Ardbeg circa may 2010, not much different to circa may 2005 really.
My first festival on Islay was 2005, I had visited the island back in 2004 for the first time and been understandably very taken with the place. I remember visiting Ardbeg for the first time in September and tasting a 1976 single sherry cask that they had bottled for the festival back in June, there were 504 bottles and I was impressed they had nearly sold them all within a few months. It was going for about £160, I remember thinking that was pretty expensive at the time but as soon as I tasted it…well, you’ve heard it all before.
Sampling six different unforgettable 1990 refill-barrels. One of the many joys of working at Ardbeg.
When I returned in May 2005, this time to work for the summer, Ardbeg had two festival bottlings, a 1975 ex-fino and a 75 ex-oloroso, both hogsheads, both exquisite whisky, both £190. This was in honour of the Cuban theme that year, remember the military coo, the false moustaches, the bandoliers with miniatures, the food, the epic tours. It was not an experience you forget in a hurry, it was Islay and it was fantastic. I met people in that first week during the festival that have become great friends, I learned more than I thought possible about whisky and I count myself fortunate to have been there. My experiences on Islay have rippled out through my life and led me to many other great friends and experiences.
Ardbeg 'tache' finish.
The last Islay festival is still fresh in the memory ending as it did only a few weeks ago. I wasn’t there for the whole week but I saw a fair bit of the Island and the other distilleries, things I hadn’t normally managed to do in previous years. I had a great time, I tasted some incredible whiskies, I saw some great friends, there was sunshine, wonderful food, great music, it was Islay but there was also something else. There were mutterings, you start to hear these stories about ques at four in the morning for festival bottlings, you hear fleeting grumbles about prices and unfairness. You hear snapshot blether but you ignore it, its just part of the hubbub of a festival. Then you start to see them, massive ques of people outside Lagavulin, some people that were new to the festival didn’t even know what they were queuing for. Whole sherry butts bottled specially for the festival selling out in hours. Then you eventually get the impression that you’re not in a festival anymore that you’re an observer looking in on a mechanised process of bottle selling, a controlled and targeted mass exchange between producer and consumer. These products are then processed through the next levels, some will join collections, a few consumed and many will be placed in the jaws of ebay, the beast that guzzles limited bottlings as soon as they are release and promptly spits them back out at new price levels.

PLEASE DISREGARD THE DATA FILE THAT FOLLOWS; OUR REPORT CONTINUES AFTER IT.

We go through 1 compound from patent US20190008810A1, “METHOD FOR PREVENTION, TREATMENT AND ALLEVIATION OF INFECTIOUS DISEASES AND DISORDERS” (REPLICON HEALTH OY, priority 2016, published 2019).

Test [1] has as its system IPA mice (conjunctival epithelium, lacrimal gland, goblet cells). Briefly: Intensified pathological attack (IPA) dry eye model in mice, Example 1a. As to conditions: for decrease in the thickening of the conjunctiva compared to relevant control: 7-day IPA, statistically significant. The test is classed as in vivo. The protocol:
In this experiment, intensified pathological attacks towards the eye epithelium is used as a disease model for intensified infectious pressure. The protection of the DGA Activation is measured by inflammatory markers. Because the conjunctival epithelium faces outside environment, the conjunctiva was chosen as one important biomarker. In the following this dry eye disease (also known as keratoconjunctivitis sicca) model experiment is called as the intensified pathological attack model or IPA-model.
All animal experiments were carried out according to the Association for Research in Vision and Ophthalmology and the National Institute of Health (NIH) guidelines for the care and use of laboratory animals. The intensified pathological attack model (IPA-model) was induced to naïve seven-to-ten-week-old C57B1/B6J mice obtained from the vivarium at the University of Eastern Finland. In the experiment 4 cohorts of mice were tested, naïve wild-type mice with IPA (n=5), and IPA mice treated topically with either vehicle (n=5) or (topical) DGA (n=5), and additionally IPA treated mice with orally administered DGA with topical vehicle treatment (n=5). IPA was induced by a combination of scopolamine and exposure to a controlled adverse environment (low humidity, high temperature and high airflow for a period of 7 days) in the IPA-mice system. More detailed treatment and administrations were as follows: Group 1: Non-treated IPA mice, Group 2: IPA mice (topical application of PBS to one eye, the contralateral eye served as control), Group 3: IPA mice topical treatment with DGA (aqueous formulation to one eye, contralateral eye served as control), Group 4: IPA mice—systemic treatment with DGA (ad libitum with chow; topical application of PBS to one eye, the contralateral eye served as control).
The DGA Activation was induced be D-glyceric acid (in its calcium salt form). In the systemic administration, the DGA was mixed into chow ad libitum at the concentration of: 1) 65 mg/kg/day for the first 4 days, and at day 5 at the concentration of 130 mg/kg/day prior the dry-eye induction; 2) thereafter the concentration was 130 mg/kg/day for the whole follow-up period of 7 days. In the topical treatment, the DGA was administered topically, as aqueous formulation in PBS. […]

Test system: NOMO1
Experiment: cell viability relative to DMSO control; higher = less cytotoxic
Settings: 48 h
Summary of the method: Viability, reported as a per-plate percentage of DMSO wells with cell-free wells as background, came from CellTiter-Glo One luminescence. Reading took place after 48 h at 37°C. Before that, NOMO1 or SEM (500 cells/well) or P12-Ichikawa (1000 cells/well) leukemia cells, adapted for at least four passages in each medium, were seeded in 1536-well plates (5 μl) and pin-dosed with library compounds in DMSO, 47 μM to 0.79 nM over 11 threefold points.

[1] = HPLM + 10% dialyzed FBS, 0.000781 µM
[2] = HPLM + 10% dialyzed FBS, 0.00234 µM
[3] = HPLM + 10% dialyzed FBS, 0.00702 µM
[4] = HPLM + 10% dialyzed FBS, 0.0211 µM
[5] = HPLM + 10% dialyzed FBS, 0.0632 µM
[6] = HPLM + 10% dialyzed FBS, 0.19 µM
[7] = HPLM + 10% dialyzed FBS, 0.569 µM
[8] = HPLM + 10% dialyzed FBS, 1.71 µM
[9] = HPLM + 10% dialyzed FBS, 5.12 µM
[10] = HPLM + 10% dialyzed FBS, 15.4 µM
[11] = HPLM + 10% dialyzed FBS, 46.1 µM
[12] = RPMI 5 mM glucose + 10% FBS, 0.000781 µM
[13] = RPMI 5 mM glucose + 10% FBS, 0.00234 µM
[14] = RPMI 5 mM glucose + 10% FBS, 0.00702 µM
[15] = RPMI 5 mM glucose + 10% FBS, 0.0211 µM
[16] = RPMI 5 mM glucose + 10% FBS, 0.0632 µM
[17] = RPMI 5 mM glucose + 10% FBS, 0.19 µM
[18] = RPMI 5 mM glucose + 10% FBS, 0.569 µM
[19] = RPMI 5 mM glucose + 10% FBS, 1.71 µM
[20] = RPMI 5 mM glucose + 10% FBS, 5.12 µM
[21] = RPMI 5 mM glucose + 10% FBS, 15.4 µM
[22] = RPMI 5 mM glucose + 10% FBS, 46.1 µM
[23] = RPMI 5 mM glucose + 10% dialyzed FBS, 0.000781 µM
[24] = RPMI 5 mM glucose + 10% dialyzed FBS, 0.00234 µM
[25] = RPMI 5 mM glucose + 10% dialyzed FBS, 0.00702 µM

One of our escapades from last year's festival, an Ardbeg that failed to make it to ebay. Now that's a real Ardbeg Supernova!
Now Islay is fine if you don’t bother with the festival bottlings, I gave up a long time ago, it’s a game I can’t afford to play and I’m often fortunate enough to taste most of them anyway. Its just that people are coming to play the bottle game these days, they dive headlong into the whirligig. And the companies know this all too well, just look at the prices rise and rise every year. Its understandable, its profit, single casks are not always financially sensible to produce but for some the prices are now becoming daft. Ardbeg’s ‘people’ were originally planning to sell this years 15yo festival cask for £220, only an intervention from the distillery staff themselves got it down to £120, still ruinously expensive for a 15yo whisky. Bowmore’s 25yo limited to 100 bottles for £300 or thereabouts had people queuing from four in the morning to get into the distillery. Then you hear the people who don’t get bottles grumbling, the people who have come for years, the locals, the retailers, the regulars, there’s more disappointment year after year and it breeds bad vibes through the whisky world.
Some say the festival is just pants these days.